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Need Another Crown
Old 12-27-2019, 11:04 AM   #1
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Need Another Crown

Just get back from a dental exam. I'm going to need another crown .

This time, at an upper back tooth.

Guess that means to pay, time to raid my HSA again .
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Old 12-27-2019, 11:11 AM   #2
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Just get back from a dental exam. I'm going to need another crown .

This time, at an upper back tooth.

Guess that means to pay, time to raid my HSA again .
Sorry to read that. Crowns are frightfully expensive. On the other hand, it could be worse. At least you don't need an implant along with the crown. And, looking on the bright side, the crown could last you for decades. Some of mine lasted a quarter century before they started failing. It does kind of blow the 2019 spending to h*ll, though.

Wow, and now I see an ad "Discover Exclusive Dental Coverage for AARP Members". They sure have this targeted ad thing figured out.
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Old 12-27-2019, 11:13 AM   #3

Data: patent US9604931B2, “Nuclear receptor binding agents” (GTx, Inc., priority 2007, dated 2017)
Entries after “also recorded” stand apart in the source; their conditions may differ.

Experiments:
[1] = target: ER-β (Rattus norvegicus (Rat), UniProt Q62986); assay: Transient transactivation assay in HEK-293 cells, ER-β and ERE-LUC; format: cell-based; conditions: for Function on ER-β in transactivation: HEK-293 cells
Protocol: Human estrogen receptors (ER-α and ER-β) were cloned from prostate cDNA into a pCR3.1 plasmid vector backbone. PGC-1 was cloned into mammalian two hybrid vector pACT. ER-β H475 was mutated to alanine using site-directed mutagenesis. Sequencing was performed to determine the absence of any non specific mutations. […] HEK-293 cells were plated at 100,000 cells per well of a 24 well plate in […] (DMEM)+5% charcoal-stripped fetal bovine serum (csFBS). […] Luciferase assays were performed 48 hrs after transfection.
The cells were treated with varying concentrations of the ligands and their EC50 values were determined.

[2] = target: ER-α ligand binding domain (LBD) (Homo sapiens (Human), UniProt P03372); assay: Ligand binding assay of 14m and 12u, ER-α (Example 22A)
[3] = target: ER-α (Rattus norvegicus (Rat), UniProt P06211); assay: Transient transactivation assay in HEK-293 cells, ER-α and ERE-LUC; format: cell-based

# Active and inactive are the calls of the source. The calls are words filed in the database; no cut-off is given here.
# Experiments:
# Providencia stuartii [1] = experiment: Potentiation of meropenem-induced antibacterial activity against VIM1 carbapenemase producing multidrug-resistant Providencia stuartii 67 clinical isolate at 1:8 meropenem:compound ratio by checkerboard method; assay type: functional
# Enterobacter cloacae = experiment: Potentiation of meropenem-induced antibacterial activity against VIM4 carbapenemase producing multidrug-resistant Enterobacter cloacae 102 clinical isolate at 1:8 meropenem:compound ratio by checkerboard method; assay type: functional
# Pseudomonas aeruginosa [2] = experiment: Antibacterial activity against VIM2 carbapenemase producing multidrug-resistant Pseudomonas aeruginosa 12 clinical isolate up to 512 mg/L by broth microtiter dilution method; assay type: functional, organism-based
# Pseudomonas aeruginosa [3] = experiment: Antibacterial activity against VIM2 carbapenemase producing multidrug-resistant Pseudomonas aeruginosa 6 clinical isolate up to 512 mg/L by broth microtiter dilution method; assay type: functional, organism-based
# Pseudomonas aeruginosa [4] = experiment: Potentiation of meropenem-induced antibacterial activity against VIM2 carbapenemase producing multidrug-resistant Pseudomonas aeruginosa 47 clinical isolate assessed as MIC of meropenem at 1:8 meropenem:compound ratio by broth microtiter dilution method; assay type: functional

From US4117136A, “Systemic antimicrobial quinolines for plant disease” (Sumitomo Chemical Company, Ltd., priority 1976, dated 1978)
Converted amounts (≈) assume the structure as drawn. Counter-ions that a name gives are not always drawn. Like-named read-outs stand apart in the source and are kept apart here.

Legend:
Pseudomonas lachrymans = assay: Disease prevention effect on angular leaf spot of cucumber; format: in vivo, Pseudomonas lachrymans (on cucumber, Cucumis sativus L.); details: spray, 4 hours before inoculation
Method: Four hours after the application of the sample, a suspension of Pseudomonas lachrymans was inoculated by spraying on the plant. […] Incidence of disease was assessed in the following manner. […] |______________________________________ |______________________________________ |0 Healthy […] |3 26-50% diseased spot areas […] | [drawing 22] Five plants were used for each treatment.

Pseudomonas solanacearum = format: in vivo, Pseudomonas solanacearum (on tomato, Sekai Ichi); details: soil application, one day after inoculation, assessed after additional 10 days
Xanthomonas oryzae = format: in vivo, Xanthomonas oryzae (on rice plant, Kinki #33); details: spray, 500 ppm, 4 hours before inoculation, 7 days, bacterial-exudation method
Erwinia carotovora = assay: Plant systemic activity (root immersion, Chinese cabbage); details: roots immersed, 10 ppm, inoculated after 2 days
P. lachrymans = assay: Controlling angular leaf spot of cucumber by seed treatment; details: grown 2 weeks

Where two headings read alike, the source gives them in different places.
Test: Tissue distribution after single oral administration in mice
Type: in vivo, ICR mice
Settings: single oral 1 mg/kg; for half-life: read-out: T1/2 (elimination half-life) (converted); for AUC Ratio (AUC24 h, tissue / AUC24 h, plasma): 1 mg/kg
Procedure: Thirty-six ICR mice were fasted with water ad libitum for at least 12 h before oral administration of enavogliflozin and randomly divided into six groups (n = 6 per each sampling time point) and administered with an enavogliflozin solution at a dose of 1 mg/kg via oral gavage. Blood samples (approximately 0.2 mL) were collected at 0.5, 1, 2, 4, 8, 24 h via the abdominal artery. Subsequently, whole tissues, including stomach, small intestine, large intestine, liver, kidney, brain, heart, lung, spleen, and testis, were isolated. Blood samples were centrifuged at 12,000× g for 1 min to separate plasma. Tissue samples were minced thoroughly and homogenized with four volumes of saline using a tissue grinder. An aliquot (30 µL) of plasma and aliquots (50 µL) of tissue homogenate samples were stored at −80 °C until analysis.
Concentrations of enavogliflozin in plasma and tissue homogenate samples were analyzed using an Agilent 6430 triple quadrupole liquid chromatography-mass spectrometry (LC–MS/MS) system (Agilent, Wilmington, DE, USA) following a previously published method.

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I understand I had 2 this year and DW had 4! - Almost $5.5K spent from HSA
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Old 12-27-2019, 11:25 AM   #4
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Sorry to read that. Crowns are frightfully expensive. On the other hand, it could be worse. At least you don't need an implant along with the crown. And, looking on the bright side, the crown could last you for decades. Some of mine lasted a quarter century before they started failing. It does kind of blow the 2019 spending to h*ll, though.

Wow, and now I see an ad "Discover Exclusive Dental Coverage for AARP Members". They sure have this targeted ad thing figured out.

Where I need the crown is the tooth next to my dental implant. Oh well ... gotta do what I have to do.

I was looking at my HSA qualified medical expenses this year. Total will run about $4600 with about $3500 to dental work (I had another crown done in Jan 2019).
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Old 12-27-2019, 12:45 PM   #5
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Maybe a second opinion and a competing bid is in order. If you have a local university dental school that operates a clinic, that would be an ideal place for a consultation.